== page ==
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A Pastor’s Reflections: Burn the Ships

November 15, 2016

When Spanish explorer Hernan Cortez reached the new world in 1519 he gave orders to his men to burn their ships. Why would he do such a thing? Legend has it that he gave the order to burn his ships to motivate his men. There would be no turning back—they could not go home. They had no way to get there—the only way open to them was forward. Sometimes this principle comes to mind when I look over my work and I think, “I need to burn the ships!” There are several different scenarios when I’ve burned the ships.

I have looked over work that I’ve done and not been happy with the final product. I once laid a tile floor in a small powder room. As I looked at it, I could tell the floor was off by just a fraction of an inch. Most people would not have noticed, but I did! As I sat watching TV, I would glance over my shoulder and see my slightly crooked floor. My wife graciously told me that she thought it looked fine, but I knew better. I eventually cracked! I excused myself and grabbed a crowbar and I burned the ships! I tore out the floor and felt much better. The next day I laid the tile again and got it right.

I have been in the process of writing a sermon and looked over my message and disliked it. I simply hit delete and started from scratch again. I’m not saying that the next version of the sermon was the sermonic version of the Mona Lisa, but I was happier with the newer version.

Over the years I have accumulated scores of lecture notes and written research. Perhaps this is unthinkable for some who want to archive every thought, but as I’ve looked over the material I’ve thought that I could do better. So, yes, I deleted the files—I burned the ships. In fact, I deleted three different sets of lecture notes on various subjects.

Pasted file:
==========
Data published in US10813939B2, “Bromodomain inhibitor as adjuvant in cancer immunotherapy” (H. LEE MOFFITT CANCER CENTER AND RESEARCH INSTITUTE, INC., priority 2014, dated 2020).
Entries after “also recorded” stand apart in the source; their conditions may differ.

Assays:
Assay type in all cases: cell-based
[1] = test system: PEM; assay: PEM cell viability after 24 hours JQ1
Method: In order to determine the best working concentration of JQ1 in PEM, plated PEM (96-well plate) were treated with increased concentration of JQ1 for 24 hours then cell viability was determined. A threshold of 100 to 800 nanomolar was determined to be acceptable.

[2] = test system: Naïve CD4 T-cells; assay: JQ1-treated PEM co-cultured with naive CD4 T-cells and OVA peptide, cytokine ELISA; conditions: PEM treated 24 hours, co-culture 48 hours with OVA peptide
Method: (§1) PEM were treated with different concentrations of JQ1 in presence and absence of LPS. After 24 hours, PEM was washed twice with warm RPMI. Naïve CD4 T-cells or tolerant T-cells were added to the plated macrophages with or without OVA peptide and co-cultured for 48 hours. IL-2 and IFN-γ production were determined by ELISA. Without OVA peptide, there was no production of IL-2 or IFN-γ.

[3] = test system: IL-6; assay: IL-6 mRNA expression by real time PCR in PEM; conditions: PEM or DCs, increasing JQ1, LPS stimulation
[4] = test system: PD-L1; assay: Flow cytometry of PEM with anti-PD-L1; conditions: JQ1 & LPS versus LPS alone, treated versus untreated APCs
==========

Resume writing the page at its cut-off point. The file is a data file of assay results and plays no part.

Why would I burn my ships on these different occasions?

Sometimes its best to start from scratch—get out a fresh sheet of paper (or a new digital document) and begin the process afresh. Your inclination might be to use your initial effort, and that might be possible in some cases, but in others, it’s undesirable. I knew that the crooked tile floor would always bother me. Sometimes when you’re writing a sermon, your first idea isn’t always your best. And sometimes, you have to discard old notes no matter how valuable you might think they are so it forces you to reexamine material and write fresh information. The decision to burn or not burn your ships is ultimately calls for wisdom. Don’t be afraid, however, of starting over and burning your ships. In the end, your mediocre work can become the enemy of your great work because you’re unwilling to throw it out and start over.